Unfortunately, in most companies, IT is seen as a cost center rather than a revenue generator. From a financial and business perspective, cost centers need to be controlled. As such, IT budgets are usually fixed and firm. No matter how wonderful the newest technological revolution is, no matter how many features and benefits it offers, if its over the allotted budget, chances are slim that youll get to implement it.
In addition, no matter how excited you get about the new technology, often your enthusiasm is not contagious. Company leaders who do not have a technology background simply dont get excited about technology, no matter how revolutionary it is. In some cases, the non-IT people dont understand the technology, and in other cases they only see the expense associated with it.
This brings us to the real question: In an era of budget, time, and labor constraints, is it possible to sell your ideas, your innovations, and your new technology finds to the CEO, CFO, board of directors, or whoever is in charge of the final decision? The answer is: Yes! You can sell your ideas up. It simply depends on how you frame the opportunity.
First things first: When youre selling your technology ideas up, dont talk about technology. While that may sound strange, its the primary sales rule that most IT people break. Remember that IT and technology are what you love, not what everyone else loves. And when youre selling your ideas to non-technology people, you cant focus on your preferences. Rather, you have to focus on the other person. Heres how you do that:
Tune into the pain of the person youre talking to. Forget about yourself and how excited you are about this great new technology. At this point, you and your likes are not important. If youre going to sell your idea, technology, or concept, you have to understand where the other persons personal pain is. For example, maybe theyre dealing with an upset board or stockholders who dont like last quarters results. Or perhaps they have to reorganize. Or maybe sales are down or they just lost the head of marketing to a competitor. Do your research and uncover the main challenge theyre dealing with right now.
Once you know the other persons pain, you can position the idea, technology, or concept you want to sell as something that can solve that pain. In other words, you have to show the CEO, CFO, board, or whomever youre selling to that theres a direct payoff to them if they approve your idea. So if you know that the CEOs greatest pain is the fact that the sales team isnt communicating with marketing or manufacturing, resulting in lower sales and poor customer experiences, then you have to look at the new technology youre proposing and figure out how it can ease that pain or even solve that problem.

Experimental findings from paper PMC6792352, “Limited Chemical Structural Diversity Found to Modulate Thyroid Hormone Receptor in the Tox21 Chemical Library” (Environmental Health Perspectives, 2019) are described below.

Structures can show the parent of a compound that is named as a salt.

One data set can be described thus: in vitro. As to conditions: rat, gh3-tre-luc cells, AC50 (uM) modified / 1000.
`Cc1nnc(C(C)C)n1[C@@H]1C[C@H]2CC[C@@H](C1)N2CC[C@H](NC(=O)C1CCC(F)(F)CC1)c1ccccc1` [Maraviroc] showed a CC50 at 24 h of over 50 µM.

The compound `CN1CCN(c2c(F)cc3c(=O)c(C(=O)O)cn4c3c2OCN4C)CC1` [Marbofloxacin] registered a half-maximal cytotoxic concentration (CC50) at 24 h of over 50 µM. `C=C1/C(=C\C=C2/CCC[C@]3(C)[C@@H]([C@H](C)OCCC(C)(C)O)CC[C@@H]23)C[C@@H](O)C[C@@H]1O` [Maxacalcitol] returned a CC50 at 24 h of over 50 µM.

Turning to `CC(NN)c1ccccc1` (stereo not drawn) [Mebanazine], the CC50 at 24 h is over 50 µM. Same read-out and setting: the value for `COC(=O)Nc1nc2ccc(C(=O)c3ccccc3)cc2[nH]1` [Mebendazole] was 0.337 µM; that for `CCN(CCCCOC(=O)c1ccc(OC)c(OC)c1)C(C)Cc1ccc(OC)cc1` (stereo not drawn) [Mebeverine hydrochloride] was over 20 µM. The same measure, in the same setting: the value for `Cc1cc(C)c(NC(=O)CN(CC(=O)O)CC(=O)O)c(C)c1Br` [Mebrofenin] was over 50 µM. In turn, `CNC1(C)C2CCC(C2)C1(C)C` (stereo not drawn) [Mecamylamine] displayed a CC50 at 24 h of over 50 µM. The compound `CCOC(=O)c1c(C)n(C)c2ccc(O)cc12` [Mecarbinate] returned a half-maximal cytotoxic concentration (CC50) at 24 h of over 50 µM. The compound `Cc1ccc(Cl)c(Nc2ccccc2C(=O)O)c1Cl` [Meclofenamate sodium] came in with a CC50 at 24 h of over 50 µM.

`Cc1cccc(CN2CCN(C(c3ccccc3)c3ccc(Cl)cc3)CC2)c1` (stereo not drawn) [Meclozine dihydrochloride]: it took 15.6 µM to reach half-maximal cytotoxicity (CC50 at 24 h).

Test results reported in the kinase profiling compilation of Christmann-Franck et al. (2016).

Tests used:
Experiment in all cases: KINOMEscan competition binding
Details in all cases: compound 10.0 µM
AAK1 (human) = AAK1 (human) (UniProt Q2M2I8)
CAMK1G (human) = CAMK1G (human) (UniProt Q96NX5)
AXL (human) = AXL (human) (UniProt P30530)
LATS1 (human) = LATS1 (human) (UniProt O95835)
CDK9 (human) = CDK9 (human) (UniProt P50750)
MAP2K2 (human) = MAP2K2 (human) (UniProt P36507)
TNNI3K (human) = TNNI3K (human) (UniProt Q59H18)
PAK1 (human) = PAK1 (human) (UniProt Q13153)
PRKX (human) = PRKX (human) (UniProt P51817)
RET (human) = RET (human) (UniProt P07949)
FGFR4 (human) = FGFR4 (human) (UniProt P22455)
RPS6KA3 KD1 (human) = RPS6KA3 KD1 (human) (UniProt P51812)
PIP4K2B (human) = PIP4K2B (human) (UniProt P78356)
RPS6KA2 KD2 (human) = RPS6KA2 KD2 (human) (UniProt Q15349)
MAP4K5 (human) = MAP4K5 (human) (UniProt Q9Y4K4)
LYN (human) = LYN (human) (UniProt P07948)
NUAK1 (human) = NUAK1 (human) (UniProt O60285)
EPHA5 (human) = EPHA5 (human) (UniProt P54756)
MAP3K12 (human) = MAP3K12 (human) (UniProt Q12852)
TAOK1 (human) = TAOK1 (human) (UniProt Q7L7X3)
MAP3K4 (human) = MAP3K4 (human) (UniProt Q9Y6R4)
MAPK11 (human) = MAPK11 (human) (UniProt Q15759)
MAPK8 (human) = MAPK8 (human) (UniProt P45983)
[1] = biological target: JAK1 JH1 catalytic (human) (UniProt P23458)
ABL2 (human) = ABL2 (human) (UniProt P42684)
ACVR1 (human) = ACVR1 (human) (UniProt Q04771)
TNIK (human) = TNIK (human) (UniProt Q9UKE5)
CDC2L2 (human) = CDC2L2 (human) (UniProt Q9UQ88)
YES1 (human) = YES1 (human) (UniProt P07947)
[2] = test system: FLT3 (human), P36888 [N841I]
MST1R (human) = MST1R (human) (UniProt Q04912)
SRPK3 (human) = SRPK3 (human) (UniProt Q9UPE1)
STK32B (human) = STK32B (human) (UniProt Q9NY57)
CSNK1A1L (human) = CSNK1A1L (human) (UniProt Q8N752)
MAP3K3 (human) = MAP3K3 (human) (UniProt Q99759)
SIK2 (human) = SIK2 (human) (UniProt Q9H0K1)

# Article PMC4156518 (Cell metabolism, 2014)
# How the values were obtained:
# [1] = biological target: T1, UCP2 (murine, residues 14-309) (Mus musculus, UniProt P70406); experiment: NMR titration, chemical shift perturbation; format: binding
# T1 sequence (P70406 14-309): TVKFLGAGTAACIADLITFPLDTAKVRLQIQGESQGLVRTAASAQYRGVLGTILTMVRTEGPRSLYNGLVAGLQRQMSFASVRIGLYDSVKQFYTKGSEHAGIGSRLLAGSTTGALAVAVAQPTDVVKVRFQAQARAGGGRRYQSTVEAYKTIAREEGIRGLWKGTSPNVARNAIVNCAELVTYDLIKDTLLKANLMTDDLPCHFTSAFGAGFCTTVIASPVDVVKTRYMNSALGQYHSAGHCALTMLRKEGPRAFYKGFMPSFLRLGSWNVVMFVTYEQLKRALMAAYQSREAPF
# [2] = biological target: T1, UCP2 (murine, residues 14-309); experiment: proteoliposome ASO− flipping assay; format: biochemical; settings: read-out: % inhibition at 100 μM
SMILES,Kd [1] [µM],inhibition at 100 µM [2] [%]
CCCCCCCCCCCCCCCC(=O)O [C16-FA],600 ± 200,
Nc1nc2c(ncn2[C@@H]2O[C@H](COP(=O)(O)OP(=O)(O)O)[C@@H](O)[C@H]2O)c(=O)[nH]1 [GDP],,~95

As you do this, state it clearly. Dont make anyone guess or come to their own conclusions. For example, you could say, I know youre dealing with [lagging sales, poor internal communications, customer complaints, etc.]. Ive come across some things that I think can help you overcome those challenges. Obviously, I want to help the company succeed and grow, so let me tell you about what Ive found.
Then talk about the new idea, technology, or concept in terms of solving the current problem only. Dont go into all the functions, features, or costs. Thats an entirely different conversation you have later. Right now, youre simply getting the decision maker on board with the idea, technology, or concept and in agreement that it will solve his or her problem.
Solve the predictable problems in advance. As you have this discussion and talk about how the idea, technology, or concept can be the solution to their pain, youll also have to address the most common objections. So plan for them in advance. In other words, get into the other persons shoes and figure out what his or her objections are likely to be. Pre-solve those objections before you have the discussion.
For example, if youre talking to the CEO about your solution but you know budgets are tight, you can safely deduce that he or she will say, This sounds great, but the CFO wont approve this right now. However, because youve anticipated the likely objections, you would reply, Ive already run this by the CFO because I knew it was important. I already have an okay from him, which is why Im coming to you now.
Of course, before going to the CFO, you would have identified his greatest pain and presented the idea, technology, or concept in a way that solved that challenge. And likely, the CFOs pain is different from the CEOs pain. However, if what youre proposing is really a solution and not a fad, and you showed how it supports the organizations strategic imperatives with a good ROI, you will have a receptive CFO.
Additionally, remember that the technological understanding and literacy of C-level executives varies considerably. Some are very tech-savvy, while others dont have any understand of anything technology-related. Thats a problem to address while you do your homework. How tech-savvy is the person youre selling your ideas to? Is he or she seeing technology as a solution or a problem? Does he or she see technology as a cost to be controlled or as a strategic investment?
The goal is to overcome the potential blocks before they arise. Solve the predicable problems before they happen and youll eliminate objections before theyre presented. Don't skip this step, because the objections will come. You need to be prepared and have your homework done in advance.